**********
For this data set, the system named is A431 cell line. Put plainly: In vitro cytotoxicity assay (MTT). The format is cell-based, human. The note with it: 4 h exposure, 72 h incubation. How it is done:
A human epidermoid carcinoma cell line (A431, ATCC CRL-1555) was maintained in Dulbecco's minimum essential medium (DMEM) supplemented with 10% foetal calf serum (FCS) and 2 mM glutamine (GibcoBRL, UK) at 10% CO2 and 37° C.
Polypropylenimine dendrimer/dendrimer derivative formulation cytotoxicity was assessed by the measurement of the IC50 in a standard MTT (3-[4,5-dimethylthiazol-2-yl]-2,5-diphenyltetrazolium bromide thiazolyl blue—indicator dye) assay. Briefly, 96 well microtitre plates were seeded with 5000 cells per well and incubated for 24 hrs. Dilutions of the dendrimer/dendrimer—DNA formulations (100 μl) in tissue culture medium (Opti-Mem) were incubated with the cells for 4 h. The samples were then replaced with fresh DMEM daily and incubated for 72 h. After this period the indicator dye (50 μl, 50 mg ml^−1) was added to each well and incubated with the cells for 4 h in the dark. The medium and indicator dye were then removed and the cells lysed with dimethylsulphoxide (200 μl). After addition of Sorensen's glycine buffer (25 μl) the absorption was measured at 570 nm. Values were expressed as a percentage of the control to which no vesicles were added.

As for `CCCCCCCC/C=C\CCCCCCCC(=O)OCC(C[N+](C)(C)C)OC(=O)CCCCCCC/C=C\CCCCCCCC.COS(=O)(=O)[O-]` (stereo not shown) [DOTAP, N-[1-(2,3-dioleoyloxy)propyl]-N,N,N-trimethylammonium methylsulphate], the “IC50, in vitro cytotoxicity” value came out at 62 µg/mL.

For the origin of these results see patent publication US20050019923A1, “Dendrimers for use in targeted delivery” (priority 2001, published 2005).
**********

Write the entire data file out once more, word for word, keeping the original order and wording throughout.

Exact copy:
For this data set, the system named is A431 cell line. Put plainly: In vitro cytotoxicity assay (MTT). The format is cell-based, human. The note with it: 4 h exposure, 72 h incubation. How it is done:
A human epidermoid carcinoma cell line (A431, ATCC CRL-1555) was maintained in Dulbecco's minimum essential medium (DMEM) supplemented with 10% foetal calf serum (FCS) and 2 mM glutamine (GibcoBRL, UK) at 10% CO2 and 37° C.
Polypropylenimine dendrimer/dendrimer derivative formulation cytotoxicity was assessed by the measurement of the IC50 in a standard MTT (3-[4,5-dimethylthiazol-2-yl]-2,5-diphenyltetrazolium bromide thiazolyl blue—indicator dye) assay. Briefly, 96 well microtitre plates were seeded with 5000 cells per well and incubated for 24 hrs. Dilutions of the dendrimer/dendrimer—DNA formulations (100 μl) in tissue culture medium (Opti-Mem) were incubated with the cells for 4 h. The samples were then replaced with fresh DMEM daily and incubated for 72 h. After this period the indicator dye (50 μl, 50 mg ml^−1) was added to each well and incubated with the cells for 4 h in the dark. The medium and indicator dye were then removed and the cells lysed with dimethylsulphoxide (200 μl). After addition of Sorensen's glycine buffer (25 μl) the absorption was measured at 570 nm. Values were expressed as a percentage of the control to which no vesicles were added.

As for `CCCCCCCC/C=C\CCCCCCCC(=O)OCC(C[N+](C)(C)C)OC(=O)CCCCCCC/C=C\CCCCCCCC.COS(=O)(=O)[O-]` (stereo not shown) [DOTAP, N-[1-(2,3-dioleoyloxy)propyl]-N,N,N-trimethylammonium methylsulphate], the “IC50, in vitro cytotoxicity” value came out at 62 µg/mL.

For the origin of these results see patent publication US20050019923A1, “Dendrimers for use in targeted delivery” (priority 2001, published 2005).